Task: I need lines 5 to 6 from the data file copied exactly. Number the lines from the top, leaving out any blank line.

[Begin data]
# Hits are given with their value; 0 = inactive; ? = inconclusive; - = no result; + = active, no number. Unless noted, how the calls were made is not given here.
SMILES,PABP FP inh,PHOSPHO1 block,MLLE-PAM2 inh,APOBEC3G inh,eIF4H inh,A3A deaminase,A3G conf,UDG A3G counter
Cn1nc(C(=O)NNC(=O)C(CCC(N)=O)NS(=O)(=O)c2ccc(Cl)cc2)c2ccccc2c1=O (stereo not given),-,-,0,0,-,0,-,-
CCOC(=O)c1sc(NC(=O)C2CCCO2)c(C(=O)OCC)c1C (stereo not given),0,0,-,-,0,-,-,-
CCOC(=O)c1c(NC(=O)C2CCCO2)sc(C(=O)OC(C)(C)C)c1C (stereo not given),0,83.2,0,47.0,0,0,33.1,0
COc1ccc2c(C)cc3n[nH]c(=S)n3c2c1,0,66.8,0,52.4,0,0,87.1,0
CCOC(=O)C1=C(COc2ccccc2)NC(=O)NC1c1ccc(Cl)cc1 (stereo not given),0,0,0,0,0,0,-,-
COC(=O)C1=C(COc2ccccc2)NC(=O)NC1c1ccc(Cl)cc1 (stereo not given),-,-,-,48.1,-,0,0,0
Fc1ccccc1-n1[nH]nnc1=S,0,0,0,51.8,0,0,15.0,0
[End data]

CCOC(=O)c1c(NC(=O)C2CCCO2)sc(C(=O)OC(C)(C)C)c1C (stereo not given),0,83.2,0,47.0,0,0,33.1,0
COc1ccc2c(C)cc3n[nH]c(=S)n3c2c1,0,66.8,0,52.4,0,0,87.1,0